NDF - Financing for climate change and development projects

NCF: Cambodian Farmland Carbon (CAFACA) Project [NDF C3 D5]

A plant nursery. Photo: Kari Hämekoski
A plant nursery. Photo: Kari Hämekoski
Photo: Kari Hämekoski
The project will mitigate greenhouse gas emissions by introducing a carbon sequestration scheme, which rewards Cambodian small-holder farmers when they carry out climate-smart farming.

Cambodian Farmland Carbon (CAFACA) Project
Ref: NDF C3 D5

Nordic Partner: Nordic Foundation for Development and Ecology (NORDECO)
Local Partner: Cambodia Centre for Study and Development in Agriculture (CEDAC)
Other Partners: N/A
Total Project Cost: EUR 539.026
NCF Financing: EUR 383.386
Agreement Signed: 11 March 2013
Project Classification: Mitigation/Adaptation
Duration:  30 Months

Project Objective

The objective of the project was to improve the living conditions of small-scale farmers and at the same time increase the carbon sequestered in the farming landscape. The project has created a sustainable low-cost carbon trading business that will allow farmers to improve their livelihoods through the trading of sequestered carbon.


The project has mitigated greenhouse gas emissions by introducing a carbon sequestration scheme, which rewards Cambodian small-holder farmers when they carry out climate-smart farming. The project has disseminated practical approaches to climate-resilient agriculture, including creative low-cost ways to organise tree planting in the farming landscape. The project established a business (Cambodia Farmland Carbon – CAFACA), which connects to the existing farmers’ associations and support them to increase their incomes from carbon sequestration. The project thus links farmers associations to the voluntary carbon finance and corporate social responsibility (CSR) markets in an innovative and cost-effective way. In addition, the project develops eco-agro tourism in rural Cambodia in connection with the climate-smart farming. The project will provide small-holder farmers with income opportunities and improved financial security, while generating environmental benefits. The benefits are not restricted to mitigation - additional adaptation benefits are expected through decreased erosion.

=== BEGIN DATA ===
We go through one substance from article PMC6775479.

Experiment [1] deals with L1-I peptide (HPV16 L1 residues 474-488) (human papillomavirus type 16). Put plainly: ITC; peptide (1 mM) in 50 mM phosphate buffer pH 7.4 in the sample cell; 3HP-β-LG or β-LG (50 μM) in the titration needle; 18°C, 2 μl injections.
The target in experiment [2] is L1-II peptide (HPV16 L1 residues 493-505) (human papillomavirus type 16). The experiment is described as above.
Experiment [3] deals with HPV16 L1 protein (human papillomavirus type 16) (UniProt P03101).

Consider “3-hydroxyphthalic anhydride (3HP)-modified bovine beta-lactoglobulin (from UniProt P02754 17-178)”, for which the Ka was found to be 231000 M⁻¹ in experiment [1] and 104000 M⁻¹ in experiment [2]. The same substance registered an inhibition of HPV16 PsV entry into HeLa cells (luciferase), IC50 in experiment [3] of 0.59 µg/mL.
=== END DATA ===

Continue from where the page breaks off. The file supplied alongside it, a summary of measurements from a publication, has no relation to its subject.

The main results of the project include:

  • Over 300,000 trees have been planted, and have sequestered ca. 8,600 tonnes of CO2 during the implementation period.
  • 1,500 households have adopted climate-resilient and effective farming practices and increased their income due to tree tending and carbon trading.
  • 250 km roads and irrigation infrastructures protected against erosion by planted trees.
  • Development and establishment of a self-sustaining business entity.
  • Improvement of local livelihoods via selling fruits and other tree-products, such as compost and non-timer tree products and use of trees for medicine.


Relevance for Climate Change

The project is relevant for both mitigation and adaptation. The project has demonstrated how the mitigation potential in sustainable agriculture can be realised through the development of low-cost linkages between the farmers and the buyers in voluntary carbon and CSR markets. The tree planting has sequestered some 8,600 tonnes of CO2 during project implementation.

The relevance in terms of adaptation is related to the climate adaptive functions of trees in the farming landscape, the introduced climate-resilient agricultural practices and the increased climate change awareness of the farmers.

Innovation and Knowledge Transfer

The innovativeness lies in the combination of working with established farmers associations, facilitating carbon sequestration in the farming landscape, linking it to the international voluntary carbon and CSR markets and thereby building a sustainable low-cost business with significant development benefits for small-scale farmers. A marketing company (TroFaCo) has been established also in Denmark linked to the project.

The clever use and development of an existing institutional framework allows for low transactions cost per unit of carbon, which is not usually the case when working with small-scale farmers. Moreover, the MRV system is credible while being low-cost. It provides geo-referenced pictures and text for each project location, directly on a map on a homepage accessible for customers as well as the general public. Replication and scaling-up has been actively supported through workshops and learning exercises. There are hundreds of farmers associations in Cambodia, and even more in other tropical countries that could be incorporated into the developed business model with significant potential for replication.

More information

Final Report - Cambodia Farmland Carbon/CAFACA, Cambodia